Format

Send to

Choose Destination
Am J Respir Cell Mol Biol. 2013 Mar 14. [Epub ahead of print]

Neutrophil Intercellular Communication in Acute Lung Injury: Emerging Roles of Microparticles and Gap Junctions.

Author information

1
University of Colorado School of Medicine, Anesthesiology, Aurora, Colorado, United States ; viola.dengler@ucdenver.edu.

Abstract

A hallmark of acute inflammation is the recruitment of polymorphonuclear leukocytes (neutrophils) to infected or injured tissues. The processes underlying this recruitment are complex and include multiple mechanisms of intercellular communication between neutrophils and the inflamed tissue. In recent studies of the systemic and pulmonary vasculature, there has been increasing interest in novel forms of intercellular communication, such as microparticle exchange and gap junctional intercellular communication. To understand the roles of these novel forms of communication in the onset, progression, and resolution of inflammatory lung injury (such as the acute respiratory distress syndrome), we review the available literature concerning the contributions of microparticle exchange and gap junctional intercellular communication to neutrophil-alveolar crosstalk during pulmonary inflammation. By focusing on these cell-cell communications, we aim to demonstrate significant gaps of knowledge and identify areas of considerable need for further investigations of the processes of acute lung inflammation.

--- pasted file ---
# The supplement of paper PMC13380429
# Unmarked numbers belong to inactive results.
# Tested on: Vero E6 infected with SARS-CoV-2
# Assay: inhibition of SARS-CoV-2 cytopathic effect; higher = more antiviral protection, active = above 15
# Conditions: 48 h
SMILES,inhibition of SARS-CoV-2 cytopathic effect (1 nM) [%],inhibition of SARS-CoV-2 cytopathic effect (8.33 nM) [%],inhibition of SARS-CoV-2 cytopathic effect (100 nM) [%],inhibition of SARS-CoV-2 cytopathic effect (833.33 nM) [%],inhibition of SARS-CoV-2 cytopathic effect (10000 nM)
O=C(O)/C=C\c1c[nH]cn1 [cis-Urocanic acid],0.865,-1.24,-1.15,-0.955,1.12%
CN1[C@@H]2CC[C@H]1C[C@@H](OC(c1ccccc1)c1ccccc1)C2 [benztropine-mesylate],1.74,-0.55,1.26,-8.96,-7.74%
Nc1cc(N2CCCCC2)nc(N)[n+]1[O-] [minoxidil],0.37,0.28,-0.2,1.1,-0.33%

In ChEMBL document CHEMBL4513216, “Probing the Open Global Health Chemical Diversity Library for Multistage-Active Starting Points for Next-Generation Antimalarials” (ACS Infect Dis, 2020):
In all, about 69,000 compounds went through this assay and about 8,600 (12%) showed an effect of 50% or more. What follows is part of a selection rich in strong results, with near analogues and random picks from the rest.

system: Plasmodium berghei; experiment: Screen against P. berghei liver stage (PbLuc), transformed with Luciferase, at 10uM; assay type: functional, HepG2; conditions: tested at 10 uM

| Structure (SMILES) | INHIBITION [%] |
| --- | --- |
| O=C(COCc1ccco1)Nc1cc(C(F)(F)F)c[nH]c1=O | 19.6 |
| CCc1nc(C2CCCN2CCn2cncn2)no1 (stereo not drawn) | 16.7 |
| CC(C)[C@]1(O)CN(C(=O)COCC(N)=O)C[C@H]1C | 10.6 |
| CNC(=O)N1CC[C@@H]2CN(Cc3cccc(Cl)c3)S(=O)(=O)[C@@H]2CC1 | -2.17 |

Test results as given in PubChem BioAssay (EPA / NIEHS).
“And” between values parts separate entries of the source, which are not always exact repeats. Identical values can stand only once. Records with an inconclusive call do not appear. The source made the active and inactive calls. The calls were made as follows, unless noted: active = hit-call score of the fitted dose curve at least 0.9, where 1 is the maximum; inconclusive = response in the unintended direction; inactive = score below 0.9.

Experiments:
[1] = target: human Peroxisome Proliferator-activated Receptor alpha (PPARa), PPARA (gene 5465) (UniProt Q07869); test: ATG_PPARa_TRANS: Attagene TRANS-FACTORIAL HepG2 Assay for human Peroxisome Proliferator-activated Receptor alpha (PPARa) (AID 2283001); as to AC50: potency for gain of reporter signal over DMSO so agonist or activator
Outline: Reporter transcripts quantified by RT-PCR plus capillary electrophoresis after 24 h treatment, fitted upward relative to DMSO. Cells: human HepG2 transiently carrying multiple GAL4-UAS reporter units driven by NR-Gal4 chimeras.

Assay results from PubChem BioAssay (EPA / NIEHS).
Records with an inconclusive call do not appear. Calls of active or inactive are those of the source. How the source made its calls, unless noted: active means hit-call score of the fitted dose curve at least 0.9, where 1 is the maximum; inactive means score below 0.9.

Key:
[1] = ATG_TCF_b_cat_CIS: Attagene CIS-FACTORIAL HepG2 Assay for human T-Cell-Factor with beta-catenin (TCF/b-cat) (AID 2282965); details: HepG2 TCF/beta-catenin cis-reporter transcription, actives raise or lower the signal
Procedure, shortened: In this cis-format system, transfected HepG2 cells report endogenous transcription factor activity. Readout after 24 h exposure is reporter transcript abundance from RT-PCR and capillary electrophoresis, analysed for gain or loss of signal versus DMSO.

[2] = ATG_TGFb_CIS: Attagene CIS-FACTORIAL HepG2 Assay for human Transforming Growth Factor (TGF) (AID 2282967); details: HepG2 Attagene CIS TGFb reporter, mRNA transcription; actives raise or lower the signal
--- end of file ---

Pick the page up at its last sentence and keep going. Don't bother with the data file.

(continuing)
PMID:
23492190
DOI:
10.1165/rcmb.2012-0472PS

Supplemental Content

Full text links

Icon for Atypon
Loading ...
Support Center